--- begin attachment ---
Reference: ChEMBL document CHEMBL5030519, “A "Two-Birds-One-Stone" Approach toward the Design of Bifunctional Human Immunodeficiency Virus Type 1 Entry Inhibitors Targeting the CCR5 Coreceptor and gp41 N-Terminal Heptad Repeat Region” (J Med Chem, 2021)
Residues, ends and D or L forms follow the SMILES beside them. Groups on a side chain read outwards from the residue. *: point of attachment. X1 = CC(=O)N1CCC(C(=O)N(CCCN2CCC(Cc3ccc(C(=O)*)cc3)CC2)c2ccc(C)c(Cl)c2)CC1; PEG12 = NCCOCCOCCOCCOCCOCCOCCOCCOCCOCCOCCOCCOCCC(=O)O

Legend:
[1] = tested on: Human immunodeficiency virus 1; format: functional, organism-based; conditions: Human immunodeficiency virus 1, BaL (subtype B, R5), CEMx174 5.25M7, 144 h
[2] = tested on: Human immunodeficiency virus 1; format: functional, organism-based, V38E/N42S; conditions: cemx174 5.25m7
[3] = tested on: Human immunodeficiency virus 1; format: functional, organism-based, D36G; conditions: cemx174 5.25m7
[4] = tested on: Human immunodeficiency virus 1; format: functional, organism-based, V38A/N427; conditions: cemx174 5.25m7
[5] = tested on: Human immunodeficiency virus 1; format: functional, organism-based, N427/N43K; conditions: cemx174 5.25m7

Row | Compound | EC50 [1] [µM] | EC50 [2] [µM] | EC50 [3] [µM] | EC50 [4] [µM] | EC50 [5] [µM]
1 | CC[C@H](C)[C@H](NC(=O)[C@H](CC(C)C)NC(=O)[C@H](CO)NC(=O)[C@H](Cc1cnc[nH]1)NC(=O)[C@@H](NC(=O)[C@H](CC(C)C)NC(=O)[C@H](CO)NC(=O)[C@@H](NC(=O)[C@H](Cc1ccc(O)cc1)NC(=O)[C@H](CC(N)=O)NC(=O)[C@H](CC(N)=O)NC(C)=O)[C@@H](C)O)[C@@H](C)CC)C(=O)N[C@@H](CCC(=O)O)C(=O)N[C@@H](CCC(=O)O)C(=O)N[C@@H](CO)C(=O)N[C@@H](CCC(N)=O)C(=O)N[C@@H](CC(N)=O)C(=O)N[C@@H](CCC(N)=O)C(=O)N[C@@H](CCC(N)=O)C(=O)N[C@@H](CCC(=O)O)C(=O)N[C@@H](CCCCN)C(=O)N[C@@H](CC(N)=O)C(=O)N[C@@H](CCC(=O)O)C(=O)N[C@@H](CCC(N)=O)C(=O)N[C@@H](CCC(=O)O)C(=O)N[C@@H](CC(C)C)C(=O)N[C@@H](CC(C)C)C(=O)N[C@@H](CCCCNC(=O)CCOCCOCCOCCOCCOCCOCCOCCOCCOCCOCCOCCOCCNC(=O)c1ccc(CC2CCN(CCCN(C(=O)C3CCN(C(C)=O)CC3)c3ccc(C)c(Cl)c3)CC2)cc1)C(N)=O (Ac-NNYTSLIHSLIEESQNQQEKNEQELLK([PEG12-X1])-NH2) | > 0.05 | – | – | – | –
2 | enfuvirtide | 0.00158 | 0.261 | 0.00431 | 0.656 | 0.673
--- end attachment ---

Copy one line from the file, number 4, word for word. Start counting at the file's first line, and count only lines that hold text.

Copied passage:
[1] = tested on: Human immunodeficiency virus 1; format: functional, organism-based; conditions: Human immunodeficiency virus 1, BaL (subtype B, R5), CEMx174 5.25M7, 144 h